Do not complicate Serverless architectures with Private subnets

Security in the cloud is identity-centric not network-based

Published: Tuesday, Mar 29, 2022 Last modified: Thursday, May 26, 2022

Architectures with Private subnets are a relic of on-premises Three tier architecture.

The assumption with this legacy (non-Cloud) architecture and specifically its data layer, is that data required network isolation in a private subnet. Why? Because historically SQL databases have simple clear text communication protocols.

To meet security shortcomings in the data layer with legacy SQL server protocols, databases are deployed in private non-Internet addressable network zones, to limit data breach risks.

Enter serverless

Serverless isn’t only about thinking about “servers” less, it’s also about thinking about your data layer less.

DynamoDB and Amazon S3 - Cloud Object Storage are both disruptive and now mature managed data layer solutions that are importantly publicly addressable on the Internet. Cloud data layers have the security design and controls to not require network isolation!

Sidenote: AWS RDS / Elasticache / Elasticsearch are not fully managed IAM integrated services, therefore not considered serverless or Cloud native.

Yes, you can design a “private” Architecture with serverless technologies, which have an:

  1. Public facing load balancer - ALB
  2. Lambda(s) in private subnets
  3. S3/DynamoDB connected via a “VPC endpoint”

This private design offers little benefit in exchange for a lot of complexity and cost to your Infrastructure.

Lets play devil’s advocate.

Arguments to why you need a Private subnet in your serverless Architecture

Reduce data costs

In a private subnet when you communicate with S3/DynamoDB you don’t incur bandwidth costs, if you’re onboarded with a S3/Dynamodb gateway setup (not easy). If your app needs to communicate on the Internet, you would also need to setup a NAT gateway and that incurs another set of costs.

Furthermore if you communicate across private subnets you can incur costs. So this argument is a pretty poor benefit for the complexity of Private architecture.

Architect for a DNS firewall

To add a DNS firewall, you need a private hosted zone.

No need to access the public internet

When your application doesn’t need access to the Internet, you might argue it should be in a private subnet. However it’s far easier to provision a lambda without any (API gateway) input events and not worry about lower level network boundaries.

Lambdas in a private subnet would need to be explicitly onboarded for every service, which impedes innovation.

There is no real benefit to provision even a lambda that “doesn’t use the Internet” on a private subnet. AWS identity controls are capable!


A private subnet with VPC endpoints should be lower latency, though might be only relevant when downloading / uploading large files.

Compliance / Audit

SOC 2 and PCI DSS might require network isolation, depending on your interpretation.

If you require to communicate with other AWS accounts without exposing data to the Internet, it makes sense to setup a PrivateLink.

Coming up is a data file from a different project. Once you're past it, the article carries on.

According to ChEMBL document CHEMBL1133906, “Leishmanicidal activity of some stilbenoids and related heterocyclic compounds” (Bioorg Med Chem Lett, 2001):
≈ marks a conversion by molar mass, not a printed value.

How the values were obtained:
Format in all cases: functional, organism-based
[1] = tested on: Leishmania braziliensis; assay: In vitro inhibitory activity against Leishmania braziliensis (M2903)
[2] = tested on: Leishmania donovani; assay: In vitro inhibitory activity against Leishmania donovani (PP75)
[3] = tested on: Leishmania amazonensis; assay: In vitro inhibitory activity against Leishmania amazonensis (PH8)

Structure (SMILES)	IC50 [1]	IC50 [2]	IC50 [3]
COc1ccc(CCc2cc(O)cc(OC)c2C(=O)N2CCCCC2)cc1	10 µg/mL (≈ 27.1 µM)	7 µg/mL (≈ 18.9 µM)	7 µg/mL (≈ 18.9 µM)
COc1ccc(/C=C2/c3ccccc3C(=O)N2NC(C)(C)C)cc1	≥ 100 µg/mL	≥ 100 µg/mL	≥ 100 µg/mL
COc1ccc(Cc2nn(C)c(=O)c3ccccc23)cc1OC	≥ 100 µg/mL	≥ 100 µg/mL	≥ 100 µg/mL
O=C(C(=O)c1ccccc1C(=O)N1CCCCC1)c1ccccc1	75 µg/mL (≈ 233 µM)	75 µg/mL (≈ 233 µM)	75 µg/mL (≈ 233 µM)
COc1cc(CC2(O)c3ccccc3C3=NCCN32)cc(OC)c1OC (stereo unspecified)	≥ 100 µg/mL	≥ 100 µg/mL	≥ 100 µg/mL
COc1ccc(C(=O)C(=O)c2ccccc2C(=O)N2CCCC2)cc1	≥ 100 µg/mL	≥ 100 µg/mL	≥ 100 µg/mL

The performance benefit is moot, as VPC peering is faster and cheaper.

AWS mandate secure TLS protocols for communicating between accounts. Private Links often result in opaque URLs like because having named URL hostnames becomes much harder in a private subnet and complex routing rules.

AWS identity based security protocols like AWSv4 signing and API resource policies[1], should be used instead of network based Private Links.

[1] resource policies can be used to whitelist aws:SourceVpce which is network based, but it should be more account based.

Ultimately don’t forget that most likely the other account will be using AWS Dynamodb and S3 which runs on a public subnet. Was the Private Link worth it?

Reduce attack surface area

The surface area to address and attack the application as well as the data layer should be the same in both public (assuming API gateway / lambda / S3 or DynamoDB) / private designs.

One off cost to setting up Private subnets

Some will argue that setting up the private subnets is a one off cost and would be captured as “Instructure as Code”, like CDK.

In many more cases complex VPCs are setup with Clickops making it very difficult to reproduce in a new account.

There is no such thing as a one off cost of complexity. Every lambda needs private subnets defined and its very easy to make mistakes!

Security in depth

Private architectures can be viewed as a layer of protection that’s well understood, widely adopted in practice, and almost completely manageable with automation.

Reddit: Does your Serverless Architecture need Private Subnets?

Unfortunately this is not true in practice. Issues arise from complex network routing. And the benefits are neglibile if you have conducted a threat model.

Why stop using a Private subnet?

Using a managed data layer like AWS S3/DynamoDB, means your data already exists in a public subnet.

A cloud service connected on the Internet doesn’t mean it will communicate on the Internet. Major fault situations aside, connectivity between services in public subnets never use the public Internet.

Why create a complex public-private-public Architecture when a simpler one can suffice?


Unless you need DNS firewall, in some legacy compliance environment or don’t trust the public Internet for communicating between accounts, you probably do not need a Private subnet architecture.

Cloud native security is based on identity controls IAM, not “network zones” like the past.

The complexity of supporting a Private architecture will hurt your Availability / reliability as the Confidentiality, Integrity and Availability Triad will attest!

Sidenote: Zerotrust / Beyondcorp appears to be where we are headed by government mandate in any case!